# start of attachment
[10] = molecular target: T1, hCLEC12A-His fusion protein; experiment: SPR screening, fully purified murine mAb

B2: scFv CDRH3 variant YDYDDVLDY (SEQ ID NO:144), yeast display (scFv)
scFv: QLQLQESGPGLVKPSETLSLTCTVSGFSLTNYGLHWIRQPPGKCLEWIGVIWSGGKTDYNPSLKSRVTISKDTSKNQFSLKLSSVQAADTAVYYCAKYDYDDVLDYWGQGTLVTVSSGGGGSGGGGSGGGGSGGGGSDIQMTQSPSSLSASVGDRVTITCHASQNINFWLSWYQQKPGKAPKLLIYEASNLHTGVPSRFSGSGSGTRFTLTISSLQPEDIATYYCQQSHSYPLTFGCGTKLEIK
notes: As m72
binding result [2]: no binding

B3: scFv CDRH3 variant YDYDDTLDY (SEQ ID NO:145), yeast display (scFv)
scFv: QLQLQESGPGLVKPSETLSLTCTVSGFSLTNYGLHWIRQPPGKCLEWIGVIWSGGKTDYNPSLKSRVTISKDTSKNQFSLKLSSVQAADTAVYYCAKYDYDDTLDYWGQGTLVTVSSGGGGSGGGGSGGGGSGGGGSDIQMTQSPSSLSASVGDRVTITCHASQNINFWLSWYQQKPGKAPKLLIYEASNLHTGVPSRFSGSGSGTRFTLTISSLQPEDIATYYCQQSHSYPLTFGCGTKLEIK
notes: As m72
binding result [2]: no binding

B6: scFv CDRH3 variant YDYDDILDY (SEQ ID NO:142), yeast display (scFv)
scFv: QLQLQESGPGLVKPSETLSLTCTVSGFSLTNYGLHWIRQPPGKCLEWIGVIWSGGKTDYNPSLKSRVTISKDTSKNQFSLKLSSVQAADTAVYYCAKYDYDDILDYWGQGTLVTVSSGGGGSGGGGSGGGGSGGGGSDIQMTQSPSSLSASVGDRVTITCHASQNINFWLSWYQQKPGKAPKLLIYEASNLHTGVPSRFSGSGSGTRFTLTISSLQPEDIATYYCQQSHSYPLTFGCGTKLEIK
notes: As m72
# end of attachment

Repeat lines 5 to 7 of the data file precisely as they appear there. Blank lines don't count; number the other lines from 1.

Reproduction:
binding result [2]: no binding

B3: scFv CDRH3 variant YDYDDTLDY (SEQ ID NO:145), yeast display (scFv)
scFv: QLQLQESGPGLVKPSETLSLTCTVSGFSLTNYGLHWIRQPPGKCLEWIGVIWSGGKTDYNPSLKSRVTISKDTSKNQFSLKLSSVQAADTAVYYCAKYDYDDTLDYWGQGTLVTVSSGGGGSGGGGSGGGGSGGGGSDIQMTQSPSSLSASVGDRVTITCHASQNINFWLSWYQQKPGKAPKLLIYEASNLHTGVPSRFSGSGSGTRFTLTISSLQPEDIATYYCQQSHSYPLTFGCGTKLEIK